The fact that a reputable company such as Dis-Chem had to pay a significant amount of money after the Competition Tribunal found it guilty of excessive pricing of masks is not really that different from the exposure of the Gauteng Member of the Executive Council for Health and his two most senior administrators for "helping" a private company to two personal protective equipment (PPE) supply contracts worth R125 million.

ALSO READ: OPINION |  Corruption in South Africa: The politics, the law and all the shenanigans in between

Following the exposé of the "conflict of interest" in the case, another company, described as "a family connection" won the award.

It has become common knowledge that such instances of corruption and greed are drops in a massive ocean as the Auditor-General of South Africa's first special report during the first lockdown period deals with the management of funds set aside for the government’s Covid-19 response.

The findings regarding the management of R147 billion that was set to cover 16 of the government's most important Covid-19 initiatives highlighted an abundance of deficiencies in the supply chain processes that were accompanied by the introduction of emergency procurement processes for PPE and the subsequent unfair practices, overpricing and side-stepping of supply chain management legislation.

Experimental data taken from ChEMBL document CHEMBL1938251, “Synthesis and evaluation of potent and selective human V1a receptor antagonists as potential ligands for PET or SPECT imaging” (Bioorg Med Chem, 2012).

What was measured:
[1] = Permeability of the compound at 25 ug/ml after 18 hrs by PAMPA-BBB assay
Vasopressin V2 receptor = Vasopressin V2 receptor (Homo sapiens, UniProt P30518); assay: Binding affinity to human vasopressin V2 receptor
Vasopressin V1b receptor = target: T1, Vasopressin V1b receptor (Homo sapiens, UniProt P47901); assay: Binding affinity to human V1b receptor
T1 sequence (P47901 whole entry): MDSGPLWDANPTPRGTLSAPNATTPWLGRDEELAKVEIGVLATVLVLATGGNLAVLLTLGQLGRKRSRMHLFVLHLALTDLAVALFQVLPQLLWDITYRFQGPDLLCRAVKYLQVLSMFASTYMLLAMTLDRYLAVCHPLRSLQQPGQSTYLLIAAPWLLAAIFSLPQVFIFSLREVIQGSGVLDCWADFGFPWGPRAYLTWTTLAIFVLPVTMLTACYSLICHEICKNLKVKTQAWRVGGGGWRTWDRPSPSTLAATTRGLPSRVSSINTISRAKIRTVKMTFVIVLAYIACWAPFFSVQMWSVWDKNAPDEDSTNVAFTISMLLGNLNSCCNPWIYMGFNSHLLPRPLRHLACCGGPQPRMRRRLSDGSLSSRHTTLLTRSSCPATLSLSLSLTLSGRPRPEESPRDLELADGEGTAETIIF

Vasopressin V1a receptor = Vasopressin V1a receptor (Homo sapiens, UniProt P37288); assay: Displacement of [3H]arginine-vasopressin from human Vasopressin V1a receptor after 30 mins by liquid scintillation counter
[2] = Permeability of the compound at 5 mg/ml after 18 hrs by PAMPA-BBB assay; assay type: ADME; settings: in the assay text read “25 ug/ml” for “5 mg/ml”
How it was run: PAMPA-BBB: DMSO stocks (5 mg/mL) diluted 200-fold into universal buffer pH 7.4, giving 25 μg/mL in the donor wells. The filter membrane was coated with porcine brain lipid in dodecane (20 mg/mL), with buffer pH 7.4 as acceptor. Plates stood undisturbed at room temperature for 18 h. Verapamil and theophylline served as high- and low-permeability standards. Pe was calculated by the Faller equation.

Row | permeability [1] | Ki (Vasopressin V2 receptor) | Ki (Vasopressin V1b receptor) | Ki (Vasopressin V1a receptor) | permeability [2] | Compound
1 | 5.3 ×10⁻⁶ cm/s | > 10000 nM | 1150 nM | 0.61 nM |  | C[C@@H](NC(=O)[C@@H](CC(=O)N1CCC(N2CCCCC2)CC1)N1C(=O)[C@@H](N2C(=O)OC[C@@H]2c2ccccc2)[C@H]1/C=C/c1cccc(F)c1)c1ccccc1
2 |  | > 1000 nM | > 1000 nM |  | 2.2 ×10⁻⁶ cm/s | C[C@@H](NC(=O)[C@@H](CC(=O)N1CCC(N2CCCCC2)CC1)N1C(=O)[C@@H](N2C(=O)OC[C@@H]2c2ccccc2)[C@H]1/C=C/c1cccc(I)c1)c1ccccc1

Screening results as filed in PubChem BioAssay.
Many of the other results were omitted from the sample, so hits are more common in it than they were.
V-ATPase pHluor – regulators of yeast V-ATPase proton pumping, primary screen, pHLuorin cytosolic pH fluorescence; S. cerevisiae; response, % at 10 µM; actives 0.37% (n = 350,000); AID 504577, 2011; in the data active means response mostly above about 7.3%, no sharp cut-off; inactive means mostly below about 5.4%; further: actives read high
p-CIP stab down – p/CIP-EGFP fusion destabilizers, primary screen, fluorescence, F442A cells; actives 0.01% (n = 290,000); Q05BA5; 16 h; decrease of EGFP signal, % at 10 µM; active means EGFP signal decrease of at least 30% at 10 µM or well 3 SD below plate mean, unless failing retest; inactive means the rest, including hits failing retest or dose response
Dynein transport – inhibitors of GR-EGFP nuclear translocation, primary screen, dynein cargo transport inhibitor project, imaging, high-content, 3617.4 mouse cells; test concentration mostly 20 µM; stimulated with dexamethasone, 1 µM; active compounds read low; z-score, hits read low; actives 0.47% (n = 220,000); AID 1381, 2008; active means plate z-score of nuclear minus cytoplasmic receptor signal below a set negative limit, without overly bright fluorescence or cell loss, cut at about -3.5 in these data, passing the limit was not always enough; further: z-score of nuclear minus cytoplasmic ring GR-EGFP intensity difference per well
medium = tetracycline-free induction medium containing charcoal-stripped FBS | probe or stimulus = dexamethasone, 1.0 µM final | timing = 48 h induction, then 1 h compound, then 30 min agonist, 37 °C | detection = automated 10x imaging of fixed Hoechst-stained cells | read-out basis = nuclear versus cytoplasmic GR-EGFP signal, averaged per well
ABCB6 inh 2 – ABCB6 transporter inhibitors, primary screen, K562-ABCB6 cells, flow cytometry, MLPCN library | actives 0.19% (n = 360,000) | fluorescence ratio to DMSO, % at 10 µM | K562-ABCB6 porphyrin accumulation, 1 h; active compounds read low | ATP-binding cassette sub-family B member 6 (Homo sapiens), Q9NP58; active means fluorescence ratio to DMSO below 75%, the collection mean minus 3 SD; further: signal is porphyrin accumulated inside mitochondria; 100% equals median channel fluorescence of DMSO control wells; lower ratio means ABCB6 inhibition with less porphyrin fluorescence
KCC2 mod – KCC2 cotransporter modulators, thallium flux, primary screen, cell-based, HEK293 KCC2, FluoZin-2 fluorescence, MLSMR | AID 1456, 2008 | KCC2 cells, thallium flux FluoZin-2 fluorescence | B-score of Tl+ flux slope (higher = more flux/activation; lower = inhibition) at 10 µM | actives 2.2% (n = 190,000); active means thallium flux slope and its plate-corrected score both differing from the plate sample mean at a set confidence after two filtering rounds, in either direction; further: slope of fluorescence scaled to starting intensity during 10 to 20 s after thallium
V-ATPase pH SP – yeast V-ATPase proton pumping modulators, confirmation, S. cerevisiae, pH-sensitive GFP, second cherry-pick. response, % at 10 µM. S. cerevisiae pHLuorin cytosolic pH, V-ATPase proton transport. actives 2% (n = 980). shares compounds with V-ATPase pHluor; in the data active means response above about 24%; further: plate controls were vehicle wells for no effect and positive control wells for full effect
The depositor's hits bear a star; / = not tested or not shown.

Amongst some of the most "daring" corrupt acts were 4 161 payments amounting to R30 million made to individuals with invalid identity numbers when checked against the database of the Department of Home Affairs and the R141 million UIF payment to 35 043 applicants who received benefits from other state institutions.

Overpricing and unjustifiable allocation of the special Covid-19 budget 

Corruption at municipalities became the "news of the day". During the first lockdown, it was reported that at one municipality in KwaZulu-Natal (KZN) irregular spending of R75.9 million was against National Treasury guidelines on procedures - specific to the Covid-19 pandemic - to be followed when purchasing goods and allocating business to suppliers.

The amount was due to perpetual instances of overpricing, unjustifiable allocation of the special Covid-19 budget for normal operations of the municipality, City staff being part of the companies supplying services to the City, suppliers paid way above the price agreed to in the letter of award and awarding of business to contractors, not on the central supplier database approved by National Treasury.